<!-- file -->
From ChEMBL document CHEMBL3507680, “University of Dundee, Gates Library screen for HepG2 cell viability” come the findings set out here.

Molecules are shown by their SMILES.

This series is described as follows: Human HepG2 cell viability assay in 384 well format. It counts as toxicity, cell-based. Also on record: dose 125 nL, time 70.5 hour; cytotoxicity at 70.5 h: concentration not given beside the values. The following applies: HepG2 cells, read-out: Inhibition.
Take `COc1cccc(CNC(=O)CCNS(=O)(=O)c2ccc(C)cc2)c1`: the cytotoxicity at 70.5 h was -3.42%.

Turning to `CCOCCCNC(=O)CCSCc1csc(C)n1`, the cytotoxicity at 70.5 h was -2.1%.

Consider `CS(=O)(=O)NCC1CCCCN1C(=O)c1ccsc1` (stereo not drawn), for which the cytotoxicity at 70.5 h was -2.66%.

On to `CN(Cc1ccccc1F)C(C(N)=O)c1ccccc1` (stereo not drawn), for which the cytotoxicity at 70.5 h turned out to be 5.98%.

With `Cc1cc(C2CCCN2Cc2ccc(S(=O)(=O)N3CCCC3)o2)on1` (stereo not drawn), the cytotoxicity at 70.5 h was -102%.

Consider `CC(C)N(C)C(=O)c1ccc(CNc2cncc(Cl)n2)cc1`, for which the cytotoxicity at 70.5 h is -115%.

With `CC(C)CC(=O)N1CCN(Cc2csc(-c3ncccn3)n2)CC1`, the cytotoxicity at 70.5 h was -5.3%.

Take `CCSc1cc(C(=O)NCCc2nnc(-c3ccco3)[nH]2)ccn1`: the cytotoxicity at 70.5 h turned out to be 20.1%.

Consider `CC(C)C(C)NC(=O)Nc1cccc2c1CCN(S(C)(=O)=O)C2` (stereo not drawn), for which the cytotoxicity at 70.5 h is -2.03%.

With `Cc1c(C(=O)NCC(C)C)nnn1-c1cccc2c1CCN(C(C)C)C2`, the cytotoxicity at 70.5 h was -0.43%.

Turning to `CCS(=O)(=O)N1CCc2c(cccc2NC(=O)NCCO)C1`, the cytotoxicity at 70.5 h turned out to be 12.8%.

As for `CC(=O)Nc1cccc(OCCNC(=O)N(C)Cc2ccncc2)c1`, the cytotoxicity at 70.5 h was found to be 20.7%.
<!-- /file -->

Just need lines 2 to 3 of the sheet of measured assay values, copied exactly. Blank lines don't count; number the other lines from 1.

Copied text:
Molecules are shown by their SMILES.

This series is described as follows: Human HepG2 cell viability assay in 384 well format. It counts as toxicity, cell-based. Also on record: dose 125 nL, time 70.5 hour; cytotoxicity at 70.5 h: concentration not given beside the values. The following applies: HepG2 cells, read-out: Inhibition.